It seems that everyone is building for the bees these days, from private citizens, to transportation departments, to architectural design firms. The proliferation of bug structures, no matter how humble or how grand, indicates that humans are finally getting it: insects need a place to live too. As we cover more and more of the earth’s surface with buildings, roads, airports, and crops, it becomes vitally important to provide living quarters for the insects that serve us.
The structures are as varied as the insects that inhabit them. They may be smaller than a birdhouse or may cover the side of two-story building. They may be designed to attract bees, potter wasps, other pollinating insects, or even vertebrate pollinators like hummingbirds and bats. Some offer housing to non-pollinating beneficial insects such as ladybugs and lacewings. The options are endless and the designs are original and creative.
Germany seems to be the leader in bug structures, followed closely by Great Britain. Because those countries are small compared to places like Canada, the United States, and Australia, they were quick to realize the importance of coexisting with the beneficial insects and the need to provide shelter for them in the built environment. The insects use the habitat for shelter, safety, nesting, raising young, and finding food.
A feature that distinguishes walls, towers, and hotels from structures like mason bee condos or bumble bee nests is the wide variety of nesting choices. Pollinator walls may contain hollow reeds, wood with pre-drilled tunnels, cracked or drilled masonry, straw bundles, rolled corrugated board, clustered stones, or dry leaves. The “invertebrate habitat” shown below was built by the Cheshire Wildlife Trust. It contains many types of habitat and was built completely from recycled materials.
The next photo shows the winner of the 2010 Beyond the Hive Competition in London. This “bug hotel” was built by Arup Associates and is designed to encourage many types of invertebrate inhabitants.
If you decide to build your own habitat, here are some important issues:
- The structure should be in an area sheltered from bright sun and high wind, such as close to a building or under a shady tree. If you hope to attract some native bees, at least past of the structure should be in the sun.
- Insects need water, so a reliable supply such as a pond or creek should be nearby. Alternatively, you can provide an artificial source–just don’t let it run dry.
- Many solitary bees and wasps need a source of mud.
- The fill material should be varied in type (stones, masonry, dead leaves, reeds, wood, twigs) and have many little cracks and crannies, nooks and crevices.
- The design must be structurally sound so it doesn’t topple from wind, rain, or snow. If you live in an earthquake zone, keep the structure low and wide instead of tall and narrow.
Structures don’t have to be large. The one shown below is small enough to become part of the garden. This was an entry in the Beyond the Hive competition by Helaba Landesbank Hessen-Thueringen.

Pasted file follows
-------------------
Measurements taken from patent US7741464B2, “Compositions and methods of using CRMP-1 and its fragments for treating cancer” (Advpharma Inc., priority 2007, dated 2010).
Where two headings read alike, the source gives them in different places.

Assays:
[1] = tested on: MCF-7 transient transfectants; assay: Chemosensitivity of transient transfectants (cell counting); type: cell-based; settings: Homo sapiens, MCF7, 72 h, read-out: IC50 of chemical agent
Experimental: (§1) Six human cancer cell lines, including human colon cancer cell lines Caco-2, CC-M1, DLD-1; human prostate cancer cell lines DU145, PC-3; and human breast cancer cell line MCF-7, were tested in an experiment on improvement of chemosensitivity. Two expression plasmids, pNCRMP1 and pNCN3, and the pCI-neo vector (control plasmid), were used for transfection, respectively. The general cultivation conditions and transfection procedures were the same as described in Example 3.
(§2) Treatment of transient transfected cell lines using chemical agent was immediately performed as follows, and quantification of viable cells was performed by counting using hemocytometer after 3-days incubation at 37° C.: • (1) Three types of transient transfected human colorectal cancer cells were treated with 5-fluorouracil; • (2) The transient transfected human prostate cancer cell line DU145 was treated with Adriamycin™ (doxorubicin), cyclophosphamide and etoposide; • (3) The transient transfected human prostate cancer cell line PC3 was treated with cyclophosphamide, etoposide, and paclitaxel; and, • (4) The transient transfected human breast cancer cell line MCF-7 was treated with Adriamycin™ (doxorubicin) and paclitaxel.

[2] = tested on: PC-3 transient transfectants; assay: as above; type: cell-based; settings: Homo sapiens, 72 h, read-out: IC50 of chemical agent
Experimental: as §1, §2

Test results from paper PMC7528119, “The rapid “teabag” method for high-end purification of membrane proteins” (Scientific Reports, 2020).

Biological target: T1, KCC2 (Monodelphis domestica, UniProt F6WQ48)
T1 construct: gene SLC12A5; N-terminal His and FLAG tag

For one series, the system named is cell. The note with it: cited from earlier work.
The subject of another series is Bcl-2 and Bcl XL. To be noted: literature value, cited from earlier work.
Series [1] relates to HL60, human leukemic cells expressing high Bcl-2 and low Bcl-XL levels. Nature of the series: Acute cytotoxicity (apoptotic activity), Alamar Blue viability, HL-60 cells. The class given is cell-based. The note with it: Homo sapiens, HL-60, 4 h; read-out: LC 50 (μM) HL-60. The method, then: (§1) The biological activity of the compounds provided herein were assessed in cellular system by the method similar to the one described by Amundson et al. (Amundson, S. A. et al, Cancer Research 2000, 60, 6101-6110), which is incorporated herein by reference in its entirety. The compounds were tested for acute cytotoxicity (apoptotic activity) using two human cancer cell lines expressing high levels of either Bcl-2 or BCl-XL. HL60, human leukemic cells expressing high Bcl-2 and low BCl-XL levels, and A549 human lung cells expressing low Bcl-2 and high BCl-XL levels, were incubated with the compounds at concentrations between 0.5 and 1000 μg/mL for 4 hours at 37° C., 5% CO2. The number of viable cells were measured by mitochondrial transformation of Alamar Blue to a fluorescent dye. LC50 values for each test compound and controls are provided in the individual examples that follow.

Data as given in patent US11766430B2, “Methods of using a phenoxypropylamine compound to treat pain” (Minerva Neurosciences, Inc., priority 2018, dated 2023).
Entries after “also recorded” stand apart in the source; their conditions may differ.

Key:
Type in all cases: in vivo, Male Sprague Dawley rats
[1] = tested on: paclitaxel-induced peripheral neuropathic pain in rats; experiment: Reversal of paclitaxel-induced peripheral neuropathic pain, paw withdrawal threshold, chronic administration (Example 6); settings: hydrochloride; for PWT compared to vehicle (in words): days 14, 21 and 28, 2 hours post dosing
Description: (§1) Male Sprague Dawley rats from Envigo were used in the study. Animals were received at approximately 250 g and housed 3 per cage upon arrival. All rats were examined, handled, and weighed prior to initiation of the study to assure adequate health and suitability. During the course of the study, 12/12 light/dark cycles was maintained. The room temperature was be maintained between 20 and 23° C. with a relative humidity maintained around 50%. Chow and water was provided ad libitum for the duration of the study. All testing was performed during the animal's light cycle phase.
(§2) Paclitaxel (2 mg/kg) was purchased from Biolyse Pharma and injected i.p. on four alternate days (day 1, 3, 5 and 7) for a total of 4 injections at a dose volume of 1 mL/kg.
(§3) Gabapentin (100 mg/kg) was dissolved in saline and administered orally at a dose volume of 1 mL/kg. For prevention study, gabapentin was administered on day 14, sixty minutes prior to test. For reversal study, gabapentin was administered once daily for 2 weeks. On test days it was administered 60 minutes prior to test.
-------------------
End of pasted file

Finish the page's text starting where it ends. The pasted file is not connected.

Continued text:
The possibilities for building insect habitat are endless and can satisfy the artist in you. So give it a try. If you like, send me a photo and I’ll post it here on my site.
Rusty, I fell in love with these bug hotels over the winter and was determined to build one, until it occurred to me they would also provide shelter for rodents. Eek. We have enough trouble as it is. Do you know if this has been a problem for other bug hotel developers?
You know, I read dozens of narratives about bug hotels over the past week and, yes, rodents were frequently mentioned. But most of the comments were along the joyous lines of, “And other creatures like mice and rats live in them too!” So, I guess it depends on your point of view. One person insisted the pollinator structures diverted mice from her basement. I sort of doubt that, but if it makes her happy . . .
I’m thinking of building one of the little ones like in the third photo. It’s cute and couldn’t hold too many mice. I don’t worry about rodents much, though, because they already rule. We have two woodsheds, two chicken coops, a garden shed . . . it’s a lost cause.
What about one of the smaller, flatter hotels that hangs on a wall? That can fit plenty of bees but no rodents.
Here’s an example of a wall built by a bee researcher I heard speak recently: http://www.flickr.com/photos/87532379@N00/2423347448
He said it has about 1,000 holes and last summer every single hole was occupied. Not just by bees but by tiny solitary wasps which are non-aggressive except to their prey – aphids – so great for gardeners. m
I really like that one. I like the way he used the larger tubes to store the cocoons and act as emergence chambers. Clever. I have just the place to put a box like that. Hmm . . .
If one were to build on of the above
one might want to build a Tiny House
nearby in the
to observe from.
Absolutely . . . and the fit in perfectly with the neighborhood.
These do look very attractive. I worry though, that without being able to control for pests (mainly pollen mites and chalk brood), these structures end up doing more harm than good.
The nesting materials have to be changed every year. I like to do it just after spring hatch.
Love the recycle ideas. Want to build one.
My rhododendron is loaded with bees all the time; this would be wonderful.
I am trying to understand why it doesn’t attract the undesirable insects. Why won’t the cabbage white butterfly or heliothis moth nest in the bug hotel? What about aphids and thrips? Why does it only encourage the good insects?
Every insect has it’s own way of overwintering. Most do not overwinter in nesting tubes. The cabbage white, for example, overwinters attached to a host plant. You can look up the others yourself. Do some undesirable insects live in these structures? Sure. But it’s a minor issue.
[…] Pollinator hotels are another way to provide nesting habitat. […]